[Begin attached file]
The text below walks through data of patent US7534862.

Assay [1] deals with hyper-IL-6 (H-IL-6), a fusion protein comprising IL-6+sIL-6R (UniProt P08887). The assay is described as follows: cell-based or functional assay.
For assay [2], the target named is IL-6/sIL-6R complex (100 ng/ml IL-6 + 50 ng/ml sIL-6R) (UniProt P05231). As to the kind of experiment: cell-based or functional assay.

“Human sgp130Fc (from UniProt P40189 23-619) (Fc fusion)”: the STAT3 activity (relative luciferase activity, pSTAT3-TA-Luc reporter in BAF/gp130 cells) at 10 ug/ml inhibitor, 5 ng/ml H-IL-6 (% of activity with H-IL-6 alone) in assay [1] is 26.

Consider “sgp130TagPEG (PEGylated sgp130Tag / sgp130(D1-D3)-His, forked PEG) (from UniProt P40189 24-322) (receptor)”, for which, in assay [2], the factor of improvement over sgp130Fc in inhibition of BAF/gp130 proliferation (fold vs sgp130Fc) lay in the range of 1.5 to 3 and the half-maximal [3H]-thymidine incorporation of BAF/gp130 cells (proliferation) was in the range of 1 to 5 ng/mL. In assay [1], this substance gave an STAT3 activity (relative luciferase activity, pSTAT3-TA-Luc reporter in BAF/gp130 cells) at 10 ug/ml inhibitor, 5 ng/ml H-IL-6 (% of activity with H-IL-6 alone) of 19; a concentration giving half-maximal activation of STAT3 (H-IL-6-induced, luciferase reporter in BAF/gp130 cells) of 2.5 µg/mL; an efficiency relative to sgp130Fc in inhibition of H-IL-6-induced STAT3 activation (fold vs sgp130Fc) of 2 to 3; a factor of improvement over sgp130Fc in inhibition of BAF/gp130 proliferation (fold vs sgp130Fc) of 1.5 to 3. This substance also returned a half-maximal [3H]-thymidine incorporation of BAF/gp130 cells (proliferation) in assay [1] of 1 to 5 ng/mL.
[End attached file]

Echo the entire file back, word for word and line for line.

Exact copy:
The text below walks through data of patent US7534862.

Assay [1] deals with hyper-IL-6 (H-IL-6), a fusion protein comprising IL-6+sIL-6R (UniProt P08887). The assay is described as follows: cell-based or functional assay.
For assay [2], the target named is IL-6/sIL-6R complex (100 ng/ml IL-6 + 50 ng/ml sIL-6R) (UniProt P05231). As to the kind of experiment: cell-based or functional assay.

“Human sgp130Fc (from UniProt P40189 23-619) (Fc fusion)”: the STAT3 activity (relative luciferase activity, pSTAT3-TA-Luc reporter in BAF/gp130 cells) at 10 ug/ml inhibitor, 5 ng/ml H-IL-6 (% of activity with H-IL-6 alone) in assay [1] is 26.

Consider “sgp130TagPEG (PEGylated sgp130Tag / sgp130(D1-D3)-His, forked PEG) (from UniProt P40189 24-322) (receptor)”, for which, in assay [2], the factor of improvement over sgp130Fc in inhibition of BAF/gp130 proliferation (fold vs sgp130Fc) lay in the range of 1.5 to 3 and the half-maximal [3H]-thymidine incorporation of BAF/gp130 cells (proliferation) was in the range of 1 to 5 ng/mL. In assay [1], this substance gave an STAT3 activity (relative luciferase activity, pSTAT3-TA-Luc reporter in BAF/gp130 cells) at 10 ug/ml inhibitor, 5 ng/ml H-IL-6 (% of activity with H-IL-6 alone) of 19; a concentration giving half-maximal activation of STAT3 (H-IL-6-induced, luciferase reporter in BAF/gp130 cells) of 2.5 µg/mL; an efficiency relative to sgp130Fc in inhibition of H-IL-6-induced STAT3 activation (fold vs sgp130Fc) of 2 to 3; a factor of improvement over sgp130Fc in inhibition of BAF/gp130 proliferation (fold vs sgp130Fc) of 1.5 to 3. This substance also returned a half-maximal [3H]-thymidine incorporation of BAF/gp130 cells (proliferation) in assay [1] of 1 to 5 ng/mL.